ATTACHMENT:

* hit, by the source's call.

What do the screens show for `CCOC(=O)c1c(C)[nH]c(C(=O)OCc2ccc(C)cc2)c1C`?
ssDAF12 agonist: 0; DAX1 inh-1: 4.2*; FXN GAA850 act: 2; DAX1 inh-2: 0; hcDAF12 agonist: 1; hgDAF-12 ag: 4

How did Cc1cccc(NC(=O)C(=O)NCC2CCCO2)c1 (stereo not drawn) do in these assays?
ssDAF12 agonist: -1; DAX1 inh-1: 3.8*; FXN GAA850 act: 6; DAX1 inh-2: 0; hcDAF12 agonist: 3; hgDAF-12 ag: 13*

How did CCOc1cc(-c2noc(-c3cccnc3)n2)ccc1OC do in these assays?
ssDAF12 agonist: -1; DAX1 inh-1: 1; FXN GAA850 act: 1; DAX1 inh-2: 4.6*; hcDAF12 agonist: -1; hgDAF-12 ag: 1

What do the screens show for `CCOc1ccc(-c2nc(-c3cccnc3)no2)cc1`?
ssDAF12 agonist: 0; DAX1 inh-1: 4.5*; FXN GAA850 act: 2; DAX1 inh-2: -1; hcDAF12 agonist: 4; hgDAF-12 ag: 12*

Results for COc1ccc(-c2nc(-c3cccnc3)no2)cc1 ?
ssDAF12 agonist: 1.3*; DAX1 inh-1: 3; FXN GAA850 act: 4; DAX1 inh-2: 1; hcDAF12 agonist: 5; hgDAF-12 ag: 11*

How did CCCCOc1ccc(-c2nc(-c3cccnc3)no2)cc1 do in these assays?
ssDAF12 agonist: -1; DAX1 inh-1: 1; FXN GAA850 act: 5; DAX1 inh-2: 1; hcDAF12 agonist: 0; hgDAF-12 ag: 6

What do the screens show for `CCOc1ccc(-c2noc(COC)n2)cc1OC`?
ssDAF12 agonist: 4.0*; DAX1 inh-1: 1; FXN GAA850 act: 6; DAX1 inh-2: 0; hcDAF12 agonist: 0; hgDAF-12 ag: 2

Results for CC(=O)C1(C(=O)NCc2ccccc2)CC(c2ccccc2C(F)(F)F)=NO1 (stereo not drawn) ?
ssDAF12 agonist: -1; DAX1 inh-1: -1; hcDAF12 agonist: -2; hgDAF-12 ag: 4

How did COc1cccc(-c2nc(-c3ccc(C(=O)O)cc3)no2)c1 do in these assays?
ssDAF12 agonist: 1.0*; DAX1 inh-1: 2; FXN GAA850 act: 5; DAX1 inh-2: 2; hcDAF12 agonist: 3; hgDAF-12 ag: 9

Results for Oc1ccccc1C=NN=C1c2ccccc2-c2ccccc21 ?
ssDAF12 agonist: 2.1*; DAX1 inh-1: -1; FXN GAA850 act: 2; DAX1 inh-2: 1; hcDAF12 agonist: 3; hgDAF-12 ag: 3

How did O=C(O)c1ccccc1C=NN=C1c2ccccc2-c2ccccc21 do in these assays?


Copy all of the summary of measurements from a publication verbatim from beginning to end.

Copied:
* hit, by the source's call.

What do the screens show for `CCOC(=O)c1c(C)[nH]c(C(=O)OCc2ccc(C)cc2)c1C`?
ssDAF12 agonist: 0; DAX1 inh-1: 4.2*; FXN GAA850 act: 2; DAX1 inh-2: 0; hcDAF12 agonist: 1; hgDAF-12 ag: 4

How did Cc1cccc(NC(=O)C(=O)NCC2CCCO2)c1 (stereo not drawn) do in these assays?
ssDAF12 agonist: -1; DAX1 inh-1: 3.8*; FXN GAA850 act: 6; DAX1 inh-2: 0; hcDAF12 agonist: 3; hgDAF-12 ag: 13*

How did CCOc1cc(-c2noc(-c3cccnc3)n2)ccc1OC do in these assays?
ssDAF12 agonist: -1; DAX1 inh-1: 1; FXN GAA850 act: 1; DAX1 inh-2: 4.6*; hcDAF12 agonist: -1; hgDAF-12 ag: 1

What do the screens show for `CCOc1ccc(-c2nc(-c3cccnc3)no2)cc1`?
ssDAF12 agonist: 0; DAX1 inh-1: 4.5*; FXN GAA850 act: 2; DAX1 inh-2: -1; hcDAF12 agonist: 4; hgDAF-12 ag: 12*

Results for COc1ccc(-c2nc(-c3cccnc3)no2)cc1 ?
ssDAF12 agonist: 1.3*; DAX1 inh-1: 3; FXN GAA850 act: 4; DAX1 inh-2: 1; hcDAF12 agonist: 5; hgDAF-12 ag: 11*

How did CCCCOc1ccc(-c2nc(-c3cccnc3)no2)cc1 do in these assays?
ssDAF12 agonist: -1; DAX1 inh-1: 1; FXN GAA850 act: 5; DAX1 inh-2: 1; hcDAF12 agonist: 0; hgDAF-12 ag: 6

What do the screens show for `CCOc1ccc(-c2noc(COC)n2)cc1OC`?
ssDAF12 agonist: 4.0*; DAX1 inh-1: 1; FXN GAA850 act: 6; DAX1 inh-2: 0; hcDAF12 agonist: 0; hgDAF-12 ag: 2

Results for CC(=O)C1(C(=O)NCc2ccccc2)CC(c2ccccc2C(F)(F)F)=NO1 (stereo not drawn) ?
ssDAF12 agonist: -1; DAX1 inh-1: -1; hcDAF12 agonist: -2; hgDAF-12 ag: 4

How did COc1cccc(-c2nc(-c3ccc(C(=O)O)cc3)no2)c1 do in these assays?
ssDAF12 agonist: 1.0*; DAX1 inh-1: 2; FXN GAA850 act: 5; DAX1 inh-2: 2; hcDAF12 agonist: 3; hgDAF-12 ag: 9

Results for Oc1ccccc1C=NN=C1c2ccccc2-c2ccccc21 ?
ssDAF12 agonist: 2.1*; DAX1 inh-1: -1; FXN GAA850 act: 2; DAX1 inh-2: 1; hcDAF12 agonist: 3; hgDAF-12 ag: 3

How did O=C(O)c1ccccc1C=NN=C1c2ccccc2-c2ccccc21 do in these assays?